The news was upsetting, yet neither shocking nor surprising. Free-agent NFL safety Eric Reid had been brought in for a workout with the Cincinnati Bengals and everything was looking solid, until team owner Mike Brown asked him for a commitment that he would no longer take a knee or otherwise protest during the national anthem. Eric Reid, as a San Francisco 49er during the 2016 season, was the first person to kneel alongside team quarterback Colin Kaepernick. He continued this practice, along with 49er teammates, throughout 2017.

Reid had already publicly made clear that he was considering ceasing to protest with the new season, looking at other methods to raise awareness about racial inequity, but when Mike Brown wanted an extra assurance, Reid made it clear that his humanity was not for sale.

Eric Reid has been so much more than an athlete who protested during the anthem. He wrote an op-ed for The New York Times in September 2017 in defense of Kaepernick, decrying his “blackballing” from the league. He wrote this knowing that he would be a free agent the following spring and all too aware of what this statement could do to his own future employment prospects. “Anybody who has a basic knowledge of football knows that [Kaepernick’s] unemployment has nothing to do with his performance on the field,” he wrote. “It’s a shame that the league has turned its back on a man who has done only good. I am aware that my involvement in this movement means that my career may face the same outcome as Colin’s. But to quote the Rev. Dr. Martin Luther King Jr., ‘A time comes when silence is betrayal.’ And I choose not to betray those who are being oppressed.”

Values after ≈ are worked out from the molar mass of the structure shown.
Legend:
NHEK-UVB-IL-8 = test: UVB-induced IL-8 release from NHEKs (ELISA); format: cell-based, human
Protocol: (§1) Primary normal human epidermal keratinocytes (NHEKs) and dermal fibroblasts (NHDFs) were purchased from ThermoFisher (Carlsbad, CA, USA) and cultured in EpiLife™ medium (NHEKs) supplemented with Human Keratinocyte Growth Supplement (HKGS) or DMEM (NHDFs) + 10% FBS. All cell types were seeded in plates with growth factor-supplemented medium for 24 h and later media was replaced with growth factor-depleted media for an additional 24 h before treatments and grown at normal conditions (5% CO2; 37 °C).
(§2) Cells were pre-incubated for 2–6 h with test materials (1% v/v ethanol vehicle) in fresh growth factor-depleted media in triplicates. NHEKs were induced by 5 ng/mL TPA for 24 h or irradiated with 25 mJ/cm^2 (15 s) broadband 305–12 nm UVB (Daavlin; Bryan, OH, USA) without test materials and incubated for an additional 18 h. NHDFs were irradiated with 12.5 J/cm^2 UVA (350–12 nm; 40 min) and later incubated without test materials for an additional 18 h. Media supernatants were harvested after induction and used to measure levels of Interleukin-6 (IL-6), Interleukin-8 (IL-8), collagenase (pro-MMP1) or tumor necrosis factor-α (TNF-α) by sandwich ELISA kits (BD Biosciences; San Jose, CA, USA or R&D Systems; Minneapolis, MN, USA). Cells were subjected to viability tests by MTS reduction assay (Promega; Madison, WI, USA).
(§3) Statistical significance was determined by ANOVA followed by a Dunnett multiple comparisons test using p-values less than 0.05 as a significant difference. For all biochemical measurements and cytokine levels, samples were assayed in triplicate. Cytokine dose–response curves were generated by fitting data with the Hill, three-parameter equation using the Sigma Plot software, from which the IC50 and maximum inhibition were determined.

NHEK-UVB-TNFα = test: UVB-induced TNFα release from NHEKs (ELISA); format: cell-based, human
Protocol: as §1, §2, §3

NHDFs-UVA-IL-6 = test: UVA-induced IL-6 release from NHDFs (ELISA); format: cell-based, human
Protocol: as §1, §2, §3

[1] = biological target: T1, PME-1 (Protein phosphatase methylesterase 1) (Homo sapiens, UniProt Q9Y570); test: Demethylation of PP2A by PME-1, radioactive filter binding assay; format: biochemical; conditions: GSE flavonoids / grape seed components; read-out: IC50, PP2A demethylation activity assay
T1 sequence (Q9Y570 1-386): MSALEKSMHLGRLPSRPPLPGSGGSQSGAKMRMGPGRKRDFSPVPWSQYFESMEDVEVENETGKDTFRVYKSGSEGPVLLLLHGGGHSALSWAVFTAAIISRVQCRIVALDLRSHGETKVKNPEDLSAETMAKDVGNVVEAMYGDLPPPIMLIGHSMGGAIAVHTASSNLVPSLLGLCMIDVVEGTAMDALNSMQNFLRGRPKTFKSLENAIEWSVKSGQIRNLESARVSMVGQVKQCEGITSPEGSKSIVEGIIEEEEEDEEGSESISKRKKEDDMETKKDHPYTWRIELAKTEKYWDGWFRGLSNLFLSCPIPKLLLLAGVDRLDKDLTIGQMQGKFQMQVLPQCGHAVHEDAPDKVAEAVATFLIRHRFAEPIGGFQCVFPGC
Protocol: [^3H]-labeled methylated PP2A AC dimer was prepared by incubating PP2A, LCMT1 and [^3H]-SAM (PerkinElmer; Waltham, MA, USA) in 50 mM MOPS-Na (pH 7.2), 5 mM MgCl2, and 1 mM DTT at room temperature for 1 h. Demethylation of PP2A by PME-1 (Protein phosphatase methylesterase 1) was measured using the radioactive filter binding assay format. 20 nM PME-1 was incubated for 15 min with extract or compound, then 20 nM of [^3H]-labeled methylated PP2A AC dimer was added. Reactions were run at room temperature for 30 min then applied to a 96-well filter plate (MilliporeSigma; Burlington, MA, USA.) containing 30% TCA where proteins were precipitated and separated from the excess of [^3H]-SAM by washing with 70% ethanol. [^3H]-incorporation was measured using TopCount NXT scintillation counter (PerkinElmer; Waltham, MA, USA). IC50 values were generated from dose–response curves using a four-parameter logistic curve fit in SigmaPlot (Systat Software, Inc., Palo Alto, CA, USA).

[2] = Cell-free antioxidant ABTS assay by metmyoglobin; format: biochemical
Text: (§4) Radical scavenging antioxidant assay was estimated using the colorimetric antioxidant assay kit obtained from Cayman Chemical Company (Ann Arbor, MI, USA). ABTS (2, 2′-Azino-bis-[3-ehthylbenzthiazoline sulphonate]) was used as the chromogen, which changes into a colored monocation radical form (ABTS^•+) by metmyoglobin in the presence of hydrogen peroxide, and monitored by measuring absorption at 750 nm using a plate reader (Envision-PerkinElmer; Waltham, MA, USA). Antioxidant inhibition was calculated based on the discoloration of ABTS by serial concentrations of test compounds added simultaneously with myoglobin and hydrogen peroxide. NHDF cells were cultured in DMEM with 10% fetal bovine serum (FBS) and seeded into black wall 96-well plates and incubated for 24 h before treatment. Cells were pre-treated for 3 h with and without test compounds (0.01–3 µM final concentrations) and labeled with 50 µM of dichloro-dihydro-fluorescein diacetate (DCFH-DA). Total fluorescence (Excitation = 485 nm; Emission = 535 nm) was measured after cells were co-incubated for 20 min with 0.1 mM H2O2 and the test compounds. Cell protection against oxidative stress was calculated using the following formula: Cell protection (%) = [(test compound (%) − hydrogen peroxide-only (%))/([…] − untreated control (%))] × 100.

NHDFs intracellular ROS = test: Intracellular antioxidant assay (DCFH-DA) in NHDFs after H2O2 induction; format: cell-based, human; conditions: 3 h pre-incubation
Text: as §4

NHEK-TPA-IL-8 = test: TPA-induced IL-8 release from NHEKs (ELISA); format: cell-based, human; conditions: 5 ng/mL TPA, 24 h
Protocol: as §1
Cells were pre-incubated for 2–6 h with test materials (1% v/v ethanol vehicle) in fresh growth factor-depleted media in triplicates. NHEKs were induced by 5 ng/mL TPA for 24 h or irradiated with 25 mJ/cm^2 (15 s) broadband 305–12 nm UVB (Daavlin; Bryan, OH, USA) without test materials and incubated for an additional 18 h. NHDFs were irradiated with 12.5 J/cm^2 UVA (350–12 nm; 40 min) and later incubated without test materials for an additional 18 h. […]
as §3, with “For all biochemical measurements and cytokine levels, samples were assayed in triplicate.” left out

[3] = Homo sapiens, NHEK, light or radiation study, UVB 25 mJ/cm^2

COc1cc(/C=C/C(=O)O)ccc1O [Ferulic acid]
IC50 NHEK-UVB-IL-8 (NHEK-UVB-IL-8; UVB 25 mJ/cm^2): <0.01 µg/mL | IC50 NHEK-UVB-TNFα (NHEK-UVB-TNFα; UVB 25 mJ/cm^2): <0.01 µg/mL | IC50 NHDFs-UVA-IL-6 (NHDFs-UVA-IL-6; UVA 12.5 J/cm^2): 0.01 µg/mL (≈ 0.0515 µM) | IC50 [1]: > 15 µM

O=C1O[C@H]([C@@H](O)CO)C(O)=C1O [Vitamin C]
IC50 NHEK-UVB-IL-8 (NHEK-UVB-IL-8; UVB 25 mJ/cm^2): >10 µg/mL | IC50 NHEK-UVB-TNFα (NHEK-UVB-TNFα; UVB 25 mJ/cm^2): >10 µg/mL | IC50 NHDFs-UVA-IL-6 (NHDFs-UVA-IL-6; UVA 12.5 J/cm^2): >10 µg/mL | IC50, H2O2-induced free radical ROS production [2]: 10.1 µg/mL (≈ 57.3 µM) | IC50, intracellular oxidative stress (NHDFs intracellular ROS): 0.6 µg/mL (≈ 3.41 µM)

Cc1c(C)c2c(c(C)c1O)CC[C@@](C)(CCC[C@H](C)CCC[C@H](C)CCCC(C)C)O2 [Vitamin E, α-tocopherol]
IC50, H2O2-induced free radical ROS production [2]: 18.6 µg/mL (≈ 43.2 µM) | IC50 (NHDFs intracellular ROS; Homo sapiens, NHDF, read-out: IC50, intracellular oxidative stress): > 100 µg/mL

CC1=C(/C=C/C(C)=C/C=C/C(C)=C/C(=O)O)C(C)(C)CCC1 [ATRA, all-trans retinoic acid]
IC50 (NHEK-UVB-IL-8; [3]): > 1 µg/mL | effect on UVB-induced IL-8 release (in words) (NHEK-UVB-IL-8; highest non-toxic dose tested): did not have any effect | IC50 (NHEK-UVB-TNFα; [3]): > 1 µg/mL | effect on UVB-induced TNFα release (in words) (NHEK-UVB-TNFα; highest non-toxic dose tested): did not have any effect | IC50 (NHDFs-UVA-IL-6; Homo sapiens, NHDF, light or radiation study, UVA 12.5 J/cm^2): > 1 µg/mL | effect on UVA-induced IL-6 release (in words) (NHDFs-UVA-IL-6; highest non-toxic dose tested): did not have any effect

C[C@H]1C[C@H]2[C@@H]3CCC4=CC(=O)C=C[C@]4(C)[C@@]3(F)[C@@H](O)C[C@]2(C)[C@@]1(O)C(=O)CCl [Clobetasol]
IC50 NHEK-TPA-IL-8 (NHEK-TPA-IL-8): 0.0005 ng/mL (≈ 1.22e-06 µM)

In December, Eric Reid also publicly quit the Players Coalition, the negotiating organization of players who were sitting down with team owners to speak about the protests and attempt to have the owners make financial contributions for various causes related to racial equality and criminal-justice reform. Reid went public to say that he was told by people in the Players Coalition that he needed to stop protesting if monetary contributions were going to made. He called the ownership offer a “charade” as well as “publicity stunt.” He also formally objected to Kaepernick’s being shut out of the negotiations.

Reid has in addition been unafraid to call out ownership on social media for why he remains unsigned, writing, “GMs aren’t the hold up [to being signed]. It’s ownership. People who know football know who can play. People who know me, know my character.”

As with his friend Kaepernick, it is Reid’s lack of willingness to bargain his personhood and principles that is critical to understanding why owners fear what he may do (there is a particular irony in the fear of protest expressed by Mike Brown, given the Bengals’ present and past history of signing players with criminal records as well as histories of violence against women).

Not surprisingly, Reid has been a fixture at Kaepernick’s Know Your Rights camps. I interviewed Reid at the camps staged in Chicago last year. He said to me, “I want to show these kids that we care. That there are people who want them to succeed in life, and we are here to help.”

Reid also expressed that the previous 2016 season had been a whirlwind, saying, “I’ve learned a lot about political athletes in the last year and it has helped me to realize that I’m doing, what Colin is doing, isn’t new. It’s now our turn to step up to the plate. Our goal was to open up the conversation and we accomplished that goal.” Eric Reid is still “opening up the conversation,” and now it is about something far more dangerous to the NFL. It’s a conversation about the league’s moral compass and why it is so terrified of free speech, and about players’ trying to have a conversation about the gap between what this country claims to represent and the realities of daily life for black Americans. The league fears Eric Reid because he is offering only his playing ability to NFL teams: not his politics and not his personhood. His skills are for sale. He is not.